By VICTORIA NGOZI IKEANO
ONE did not have to be a soothsayer to predict that this year’s May Day a.k.a. Workers’ Day celebration would be muted, that it would be devoid of the carnival-like atmosphere that characterised May Days in past years wherein workers from various sectors, dressed in colourful segmented uniformed attires and armed with the symbols of their trades marched convivially before select dignitaries at packed mini stadia or squares amidst background drums, songs and music. This year, the mood is sombre as the average Nigerian worker grapples with the challenges of keeping body and soul together as well as catering to the basic necessities of his family, namely, food, shelter, clothing plus healthcare and education.
In truth, the percentage of salaried people or those who earn regular monthly incomes, that is, those who are fully employed is small in comparison to the total population. A good percentage of our populace is either unemployed or under-employed. This puts further stress on the worker as the number of people dependent on him/her rises. And with purchasing power shrinking due to galloping inflation, it does not also require a soothsayer to know that this could lead to frayed nerves.
Forget the 2017 World Happiness Report which ranks Nigerians as the fifth happiest people in Africa and the 95th of 155 countries in the world. It does not tell the whole story. Imagine that war-torn countries like Libya and Somalia are ranked in the report as third and fifth happiest people in Africa, respectively.
Nigerians have a way of masking the stirrings of their souls to the outside world. They call it “corporate packaging”. Thus, a man who can hardly afford one meal a day could be dressed in the best of suits or well starched babaringa chatting boisterously with his neighbours or others, just to get some “respect” from them. The incidence of hypertension which
does not have any visible facial signs for people to see it, has increased among workers of all classes and other segments of our population.
Depression, which we generally do not consider as a problem and so hardly talk about, is even higher in our society now. It is only in quiet moments when we are alone, away from the gaze of others that we lament over our problems arising from prevailing economic downturn.
Unemployment is a curse; under-employment a lesser curse while those that are lucky to have fulltime jobs now bear a greater burden – having to feed more mouths amongst their unemployed and underemployed households and families. What is more, salaries and wages are no longer regular, they come in epileptic fractions. Many state governments owe their workers between three to nine months salary arrears.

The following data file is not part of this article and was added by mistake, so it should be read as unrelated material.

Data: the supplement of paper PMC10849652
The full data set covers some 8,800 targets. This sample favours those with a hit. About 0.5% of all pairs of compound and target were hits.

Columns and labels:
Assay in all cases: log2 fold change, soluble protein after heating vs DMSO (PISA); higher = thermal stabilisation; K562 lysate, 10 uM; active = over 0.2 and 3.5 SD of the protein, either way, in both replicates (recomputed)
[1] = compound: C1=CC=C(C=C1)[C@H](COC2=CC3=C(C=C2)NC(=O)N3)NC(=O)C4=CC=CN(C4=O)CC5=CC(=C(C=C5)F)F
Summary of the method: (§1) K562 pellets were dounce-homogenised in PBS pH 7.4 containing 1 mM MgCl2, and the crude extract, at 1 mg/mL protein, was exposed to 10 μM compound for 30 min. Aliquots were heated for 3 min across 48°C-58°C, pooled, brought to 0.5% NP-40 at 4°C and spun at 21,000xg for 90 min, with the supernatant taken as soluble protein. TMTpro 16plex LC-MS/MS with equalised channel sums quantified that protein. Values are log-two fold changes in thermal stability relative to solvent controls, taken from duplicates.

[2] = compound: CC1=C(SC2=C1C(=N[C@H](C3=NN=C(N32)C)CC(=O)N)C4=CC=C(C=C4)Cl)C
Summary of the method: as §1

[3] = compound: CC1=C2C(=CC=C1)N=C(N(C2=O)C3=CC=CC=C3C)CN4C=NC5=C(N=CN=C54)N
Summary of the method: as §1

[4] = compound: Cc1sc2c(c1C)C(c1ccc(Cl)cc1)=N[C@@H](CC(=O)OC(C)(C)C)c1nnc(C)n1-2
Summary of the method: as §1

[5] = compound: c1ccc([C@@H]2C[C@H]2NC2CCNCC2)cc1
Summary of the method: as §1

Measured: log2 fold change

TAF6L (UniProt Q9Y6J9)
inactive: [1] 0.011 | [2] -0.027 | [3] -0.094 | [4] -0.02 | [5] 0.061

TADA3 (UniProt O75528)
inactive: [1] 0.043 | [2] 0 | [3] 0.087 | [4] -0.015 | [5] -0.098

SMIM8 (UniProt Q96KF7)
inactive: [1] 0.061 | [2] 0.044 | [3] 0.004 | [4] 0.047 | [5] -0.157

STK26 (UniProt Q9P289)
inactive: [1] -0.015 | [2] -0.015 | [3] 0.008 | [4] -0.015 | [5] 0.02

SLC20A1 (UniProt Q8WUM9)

Many pay them only a certain percentage of their full salary or alternately, that is, once every two months. Thus, workers no longer joyfully keep tab of the days of the month in expectation as there is no certainty as to when or if they would get their pay in any particular month.
Thus, hope is replaced with depression. Many Nigerians seek solace in religious activities; others seek to drink away their concealed sorrows and depression but as even the price of alcoholic drinks have soared, they are flocking to local brews – burukutu, ogogoro, etc; Still oters go to the extreme of smoking weed or taking intoxicants, some of which I understand, are now sold over the counter in many places. All of these, however, provide only temporary relief; they do not remove the underlying causes which are rooted in social and economic crises.
Notwithstanding the external pretensions, people are increasingly in need of physical healing (hypertension and depression) and healing of the soul, culminating in the seeking to answers to the great questions of life, namely, what is the goal of a life on earth; why are we here, where do we go from here; why is there suffering and injustice on earth, why are some born
into earthly opulence and ‘enjoyment’ and some others condemned to a life-time of penury and earthly sufferings; why can we not all be happy here on earth from the day we are born to the day we take our last breath, why is there hatred, why, why, why…?.
All of us have been assailed by some of these questions at one time or other and not being able to think them through logically, we often brush them aside. They continue to crop up once in a while, urging us to seek as the words reverberate in us ‘seek and you will find’.
Yet again, we endeavour to suppress them through diversions by enmeshing ourselves in one form of modern day entertainment or the other. How true it is that people remember the Almighty only in bad times, when they are hit by the slings and arrows of outrageous fortune. Yet, we should think of God always, He being the support of our continued existence…
During last year’s May Day celebrations there was talk and frenzy about increasing the minimum wage to N50, 000. Indeed, the federal government accepted it in principle and a tripartite committee was set up for it. The equation has since changed and all things are no longer equal.
Mum is the word on that now, although government could say it would revisit it when the economy improves or when the country is finally out of recession. Government had been bandying the good news that Nigeria is getting out of recession as per World Bank report.
This is correct statistically. But the reality on the ground is that the average worker and indeed a high percentage of Nigerians are still finding it difficult to make ends meet. Will 2018 May Day be better? We await what it will have in stock
Ikeano writes via [email protected]